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Posted on Thu, Jan. 16, 2003

As big anti-war protests loom, some political rifts surface

Knight Ridder Newspapers

(KRT) - In the second big wave of anti-war protests, tens of thousands of people will converge in San Francisco and Washington on Saturday to oppose a U.S. invasion of Iraq. The demonstrations, planned to coincide with the Martin Luther King Jr. holiday and the 12th anniversary of the Persian Gulf War, are expected to eclipse turnouts in October and be the largest protests since the Vietnam War era.

But as the anti-war mobilization has grown in size and political diversity, intramural tensions have surfaced that some fear could fracture this burgeoning movement. Activists are sharply divided about whether their message should just focus on Iraq or be broadened to include issues ranging from the Israeli-Palestinian conflict to the U.S. prison system to Americans' consumption of oil and fossil fuels.

The debates echo those of the 1960s: how radical is too radical, how to address broader economic and class concerns, how to attract - not alienate - the mainstream. One example: Environmentalists have organized a separate march, complete with bicycles and electric vehicles, that will then feed into the main rally Saturday outside City Hall in San Francisco.

At the center of attention is ANSWER, or Act Now to Stop War and End Racism, a coalition that emerged soon after the Sept. 11, 2001, terror attacks. The umbrella group, with offices in San Francisco, New York and Washington, worried that the attacks would lead to a major shift in U.S. foreign policy and a rollback of civil liberties and social programs at home.

Many of ANSWER's lead organizers have close ties to the International Action Center, formed by former U.S. attorney general Ramsey Clark, and to the Workers World Party, a socialist sect whose politics often are criticized as too left, too doctrinaire, even for Bay Area liberals. Some of the WWP's more controversial positions are its support for the governments of Iraq and North Korea; its backing of former Serbian President Slobodan Milosevic; its claims that reports of Serb atrocities against Muslims and Croats were overblown; its defense as recently as 2000 of the Chinese government's deadly crackdown against pro-democracy demonstrators in Tiananmen Square in 1989.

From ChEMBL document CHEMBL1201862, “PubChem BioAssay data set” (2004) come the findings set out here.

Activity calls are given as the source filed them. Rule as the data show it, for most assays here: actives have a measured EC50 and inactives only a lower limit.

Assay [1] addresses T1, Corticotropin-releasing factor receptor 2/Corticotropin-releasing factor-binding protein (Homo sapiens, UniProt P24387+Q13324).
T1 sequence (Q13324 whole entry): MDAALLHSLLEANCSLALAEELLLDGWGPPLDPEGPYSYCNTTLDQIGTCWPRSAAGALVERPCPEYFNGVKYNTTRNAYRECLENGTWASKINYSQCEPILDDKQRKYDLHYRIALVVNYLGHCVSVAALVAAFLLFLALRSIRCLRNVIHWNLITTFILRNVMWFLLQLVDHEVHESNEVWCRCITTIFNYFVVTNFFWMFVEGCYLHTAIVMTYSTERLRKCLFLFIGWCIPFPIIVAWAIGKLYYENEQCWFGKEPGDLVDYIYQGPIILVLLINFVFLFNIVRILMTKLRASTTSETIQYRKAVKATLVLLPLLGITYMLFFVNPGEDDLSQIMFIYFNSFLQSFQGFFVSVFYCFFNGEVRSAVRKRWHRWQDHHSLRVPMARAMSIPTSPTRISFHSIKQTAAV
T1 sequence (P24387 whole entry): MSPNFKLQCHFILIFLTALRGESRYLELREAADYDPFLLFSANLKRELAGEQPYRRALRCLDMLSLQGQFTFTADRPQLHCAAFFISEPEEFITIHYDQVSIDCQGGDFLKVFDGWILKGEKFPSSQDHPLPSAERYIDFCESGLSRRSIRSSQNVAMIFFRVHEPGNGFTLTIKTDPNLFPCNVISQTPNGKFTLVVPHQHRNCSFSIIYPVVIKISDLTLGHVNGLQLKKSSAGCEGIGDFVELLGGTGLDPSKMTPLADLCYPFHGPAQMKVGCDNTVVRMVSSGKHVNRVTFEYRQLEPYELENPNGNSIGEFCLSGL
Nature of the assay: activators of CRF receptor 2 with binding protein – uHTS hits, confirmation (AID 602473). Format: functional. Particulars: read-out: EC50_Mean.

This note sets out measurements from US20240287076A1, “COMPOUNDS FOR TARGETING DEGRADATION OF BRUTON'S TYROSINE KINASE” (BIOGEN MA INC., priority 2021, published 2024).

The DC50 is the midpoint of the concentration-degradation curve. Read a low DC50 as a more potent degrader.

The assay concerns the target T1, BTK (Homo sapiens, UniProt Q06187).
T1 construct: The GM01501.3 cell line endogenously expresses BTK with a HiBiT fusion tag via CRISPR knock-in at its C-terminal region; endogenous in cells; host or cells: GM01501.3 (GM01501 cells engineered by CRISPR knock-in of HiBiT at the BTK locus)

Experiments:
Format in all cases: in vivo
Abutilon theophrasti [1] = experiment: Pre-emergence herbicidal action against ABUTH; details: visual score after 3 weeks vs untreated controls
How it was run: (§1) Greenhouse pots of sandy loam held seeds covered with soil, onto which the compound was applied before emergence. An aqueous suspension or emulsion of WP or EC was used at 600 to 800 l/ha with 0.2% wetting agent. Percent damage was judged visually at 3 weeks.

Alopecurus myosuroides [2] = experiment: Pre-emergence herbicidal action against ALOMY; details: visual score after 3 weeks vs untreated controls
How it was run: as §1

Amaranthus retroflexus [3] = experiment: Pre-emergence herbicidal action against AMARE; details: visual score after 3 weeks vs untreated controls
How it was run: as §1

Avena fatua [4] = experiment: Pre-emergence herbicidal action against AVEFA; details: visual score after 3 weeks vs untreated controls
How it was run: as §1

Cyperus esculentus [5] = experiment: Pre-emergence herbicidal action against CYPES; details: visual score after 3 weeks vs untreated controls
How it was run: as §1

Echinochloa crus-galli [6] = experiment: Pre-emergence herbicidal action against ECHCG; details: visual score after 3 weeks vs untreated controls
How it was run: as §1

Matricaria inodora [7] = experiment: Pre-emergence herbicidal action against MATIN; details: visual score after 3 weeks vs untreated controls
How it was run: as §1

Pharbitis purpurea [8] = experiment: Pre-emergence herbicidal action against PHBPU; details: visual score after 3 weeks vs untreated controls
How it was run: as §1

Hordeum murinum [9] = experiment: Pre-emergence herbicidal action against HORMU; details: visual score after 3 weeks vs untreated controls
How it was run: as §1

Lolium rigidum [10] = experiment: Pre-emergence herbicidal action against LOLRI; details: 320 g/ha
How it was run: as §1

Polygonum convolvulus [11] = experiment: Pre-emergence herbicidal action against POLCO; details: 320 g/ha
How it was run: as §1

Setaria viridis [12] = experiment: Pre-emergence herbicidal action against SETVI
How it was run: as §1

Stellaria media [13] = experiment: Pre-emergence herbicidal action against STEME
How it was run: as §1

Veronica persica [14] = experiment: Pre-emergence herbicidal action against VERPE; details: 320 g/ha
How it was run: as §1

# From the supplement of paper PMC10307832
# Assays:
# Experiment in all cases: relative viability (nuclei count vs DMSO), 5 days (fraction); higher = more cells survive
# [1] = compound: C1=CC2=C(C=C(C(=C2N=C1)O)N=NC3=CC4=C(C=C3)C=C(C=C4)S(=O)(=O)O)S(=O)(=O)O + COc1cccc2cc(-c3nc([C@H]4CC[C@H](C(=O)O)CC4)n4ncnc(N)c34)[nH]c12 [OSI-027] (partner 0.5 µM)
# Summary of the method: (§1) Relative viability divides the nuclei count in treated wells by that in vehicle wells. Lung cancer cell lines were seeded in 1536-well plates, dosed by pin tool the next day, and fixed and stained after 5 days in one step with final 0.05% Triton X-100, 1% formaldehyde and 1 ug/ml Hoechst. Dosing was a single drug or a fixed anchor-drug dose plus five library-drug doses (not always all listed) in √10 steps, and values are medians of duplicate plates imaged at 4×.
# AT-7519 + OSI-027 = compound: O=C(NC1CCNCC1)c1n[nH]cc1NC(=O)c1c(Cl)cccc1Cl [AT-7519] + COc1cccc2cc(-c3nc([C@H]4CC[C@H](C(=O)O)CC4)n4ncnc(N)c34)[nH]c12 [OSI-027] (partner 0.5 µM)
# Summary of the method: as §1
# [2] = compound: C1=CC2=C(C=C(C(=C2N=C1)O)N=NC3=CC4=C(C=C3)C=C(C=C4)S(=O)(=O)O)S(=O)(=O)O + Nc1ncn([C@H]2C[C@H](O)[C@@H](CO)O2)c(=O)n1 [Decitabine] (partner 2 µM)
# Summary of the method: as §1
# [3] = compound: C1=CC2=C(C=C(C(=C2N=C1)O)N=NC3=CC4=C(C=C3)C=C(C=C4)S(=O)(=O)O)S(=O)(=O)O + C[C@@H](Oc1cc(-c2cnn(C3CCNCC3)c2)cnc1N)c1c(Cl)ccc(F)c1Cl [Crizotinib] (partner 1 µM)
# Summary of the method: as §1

And yet, despite ideological rifts, many peace activists say that such disagreements - which they accuse the media of exaggerating - are common to any mass movement and that to focus on them is to obscure their unity on Iraq.

"When you get into any anti-war thing you always have some left groups," said California Sen. John Burton, a San Francisco Democrat who will speak at Saturday's demonstration. "The issue is trying to prevent a war that could increase the potential for more attacks in America. That's more important than who the hell is sponsoring the rally. The issue that draws people is not the inner politics, it's the idea of going to war in Iraq. I didn't even know ANSWER was sponsoring it. I ain't got time to worry about who ANSWER is."


For several weeks in a small Mission District office, scores of volunteers have spent days and nights handling the mountain of logistics for Saturday's demonstration. Dozens of people, from war veterans to students to senior citizens, have shown up to volunteer, many for the first time after seeing fliers for ANSWER. Most don't ask about the group's core beliefs.

"Basically, ANSWER is dominated by the IAC, which is largely a front for the Workers World Party, a Marxist-Leninist group that has been around since the 1950s," said Stephen Zunes, chair of the Peace and Justice Studies Program at the University of San Francisco. "They are very effective at organizing because they are hierarchical. The main problem that I have with them personally is they have been very reluctant to acknowledge the nature of Saddam Hussein's regime.